Fail Safe (Live TV)

Fail Safe (Live TV) was a major motion picture of the sixties. This was a time when the cold war was a very real thing.

While not on VHS tape I would like to review this extrodinary television event here.

I feeling old saying this but I remember Playhouse 90 some four decades ago. It was instrumental in cultivating my love for drama and film. The CBS network took a giant leap forward by making a step backward. They permitted George Clooney to present a live, black and white drama on prime time. Fail Safe was a major motion picture of the sixties.

This was a time when the cold war was a very real thing. People had bomb shelters in their basements, school children (myself included) practiced measures to take should the nuclear bombs begin to fall. It was a time of fear, paranoia and distrust. The CBS presentation of Fail Safe returned us emotionally to that time. What they also did, something far more importantly, was to show that TV can be a real medium for talent, thought and emotion. For far too long TV has been almost devoid of meaning. With Fail Safe (Live TV) the hay day of television was returned. To do this in black and white, mono sound and letterbox adds to the innovative presentation. This is not typical TV but it should not be so special. It is about time that quality such as this show demonstrates becomes more prevalent on broadcast TV.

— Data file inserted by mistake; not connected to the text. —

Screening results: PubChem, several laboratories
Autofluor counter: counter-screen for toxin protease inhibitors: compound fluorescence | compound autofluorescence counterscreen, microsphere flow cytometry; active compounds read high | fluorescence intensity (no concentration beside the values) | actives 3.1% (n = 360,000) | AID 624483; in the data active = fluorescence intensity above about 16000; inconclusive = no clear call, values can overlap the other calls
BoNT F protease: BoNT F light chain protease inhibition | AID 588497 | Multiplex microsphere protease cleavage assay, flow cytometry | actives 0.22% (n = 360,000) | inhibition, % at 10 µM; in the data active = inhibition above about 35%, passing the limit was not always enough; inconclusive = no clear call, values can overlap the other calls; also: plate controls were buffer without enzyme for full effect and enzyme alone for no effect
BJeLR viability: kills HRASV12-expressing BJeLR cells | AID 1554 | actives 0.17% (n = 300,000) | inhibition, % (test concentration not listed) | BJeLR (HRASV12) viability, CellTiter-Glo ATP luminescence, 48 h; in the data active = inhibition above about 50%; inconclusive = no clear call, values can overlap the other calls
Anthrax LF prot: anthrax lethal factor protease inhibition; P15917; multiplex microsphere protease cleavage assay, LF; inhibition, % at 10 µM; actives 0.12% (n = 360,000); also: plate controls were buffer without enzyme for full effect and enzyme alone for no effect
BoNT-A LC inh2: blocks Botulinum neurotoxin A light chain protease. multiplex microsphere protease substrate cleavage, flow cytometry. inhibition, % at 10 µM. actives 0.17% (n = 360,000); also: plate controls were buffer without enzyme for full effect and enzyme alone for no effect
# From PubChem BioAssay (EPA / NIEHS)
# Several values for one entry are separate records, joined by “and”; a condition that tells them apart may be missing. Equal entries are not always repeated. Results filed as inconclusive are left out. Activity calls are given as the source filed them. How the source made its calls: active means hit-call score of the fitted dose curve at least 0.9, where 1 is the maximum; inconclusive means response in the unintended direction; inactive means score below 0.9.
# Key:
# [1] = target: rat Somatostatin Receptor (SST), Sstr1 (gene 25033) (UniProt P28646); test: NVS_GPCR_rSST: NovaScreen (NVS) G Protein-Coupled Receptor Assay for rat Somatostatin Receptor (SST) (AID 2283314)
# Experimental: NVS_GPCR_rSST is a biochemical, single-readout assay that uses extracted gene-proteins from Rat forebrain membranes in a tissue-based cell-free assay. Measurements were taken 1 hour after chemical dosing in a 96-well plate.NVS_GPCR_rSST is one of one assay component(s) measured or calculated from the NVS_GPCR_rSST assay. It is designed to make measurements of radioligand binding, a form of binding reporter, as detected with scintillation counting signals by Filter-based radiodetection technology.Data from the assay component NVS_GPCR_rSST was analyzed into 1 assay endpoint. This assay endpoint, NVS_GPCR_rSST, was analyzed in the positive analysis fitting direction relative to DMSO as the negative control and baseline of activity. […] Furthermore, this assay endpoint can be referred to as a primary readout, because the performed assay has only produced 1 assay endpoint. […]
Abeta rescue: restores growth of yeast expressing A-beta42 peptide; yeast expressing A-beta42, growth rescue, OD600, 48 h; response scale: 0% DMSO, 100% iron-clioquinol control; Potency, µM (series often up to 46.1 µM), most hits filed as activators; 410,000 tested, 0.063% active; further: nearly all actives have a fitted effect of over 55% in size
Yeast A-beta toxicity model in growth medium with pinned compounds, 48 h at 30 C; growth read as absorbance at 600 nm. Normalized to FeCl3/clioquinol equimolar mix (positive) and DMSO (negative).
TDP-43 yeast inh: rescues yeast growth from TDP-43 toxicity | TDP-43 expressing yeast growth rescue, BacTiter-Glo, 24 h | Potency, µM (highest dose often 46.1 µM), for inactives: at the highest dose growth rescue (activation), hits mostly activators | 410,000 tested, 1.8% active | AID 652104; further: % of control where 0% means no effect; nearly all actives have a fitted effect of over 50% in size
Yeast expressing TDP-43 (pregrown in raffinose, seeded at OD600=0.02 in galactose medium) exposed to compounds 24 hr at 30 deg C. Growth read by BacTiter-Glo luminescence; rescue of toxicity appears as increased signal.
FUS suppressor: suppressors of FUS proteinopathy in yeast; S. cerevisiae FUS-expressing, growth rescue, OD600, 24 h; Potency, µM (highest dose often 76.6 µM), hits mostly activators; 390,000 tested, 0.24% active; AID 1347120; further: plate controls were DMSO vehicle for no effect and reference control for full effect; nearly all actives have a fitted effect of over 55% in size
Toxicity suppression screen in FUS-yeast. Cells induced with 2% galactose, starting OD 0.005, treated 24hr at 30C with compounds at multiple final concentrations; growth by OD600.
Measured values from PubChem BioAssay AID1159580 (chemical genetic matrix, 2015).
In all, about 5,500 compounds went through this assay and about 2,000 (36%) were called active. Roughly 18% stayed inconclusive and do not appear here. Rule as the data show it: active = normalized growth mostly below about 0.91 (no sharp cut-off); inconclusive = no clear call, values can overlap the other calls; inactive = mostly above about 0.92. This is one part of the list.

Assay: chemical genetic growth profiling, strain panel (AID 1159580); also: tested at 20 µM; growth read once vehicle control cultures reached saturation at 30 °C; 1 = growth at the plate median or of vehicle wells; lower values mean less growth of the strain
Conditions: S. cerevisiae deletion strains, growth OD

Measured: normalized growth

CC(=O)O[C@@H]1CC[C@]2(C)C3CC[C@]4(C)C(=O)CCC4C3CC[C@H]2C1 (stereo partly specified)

The Fail Safe (Live TV) story is far more complex than the typical TV plot. There is a contest of wills between General Black (Harvey Keitel) a dove in the Pentagon, and think tank leader Prof Groteschele (Hank Azaria in a rare and excellently done dramatic performance) as the hawk ready to crush the Soviet Union. There is the worried President of the United States, Richard Dreyfuss, and his translator, Noah Wyle, desperately trying to convince the Premier of the Soviet Union that the bombers on their way to destroy Moscow was only a mistake. Add to this mix such great actors as Don Cheadle, James Cromwell, Brian Dennehy and Norman Lloyd and you have a tour de force better by a long measure not only than any TV show but also most movies.

Director Stephen Frears is excellent in Fail Safe (Live TV). Unable to do a single retake he must work the actors in rehearsals and make sure everything goes well the night of the broadcast. Unlike his movie Dangerous Liaisons he had to think on his feet to make sure that all the many components required pulling this off goes on with out a hitch. His use of lighting, staging and tempo are master class. You are there. The camera becomes an extension of your own eyes and you have an intimate feeling for dread and concern. Frears proves his mettle here more than most great directors.

All in all Fail Safe (Live TV) was a mesmerizing experience. TV as I remembered from my youth. It was done with a class that is not seen on the shallow shores of television now. I hope that the CBS network realizes what a gem and visionary they have with Clooney and give him free reign to repeat this experience. Clooney may not have been the best Batman but he was instrumental to the return of high quality broadcast television. Bravo, bravo!!!!

Review by Doug MacLean of

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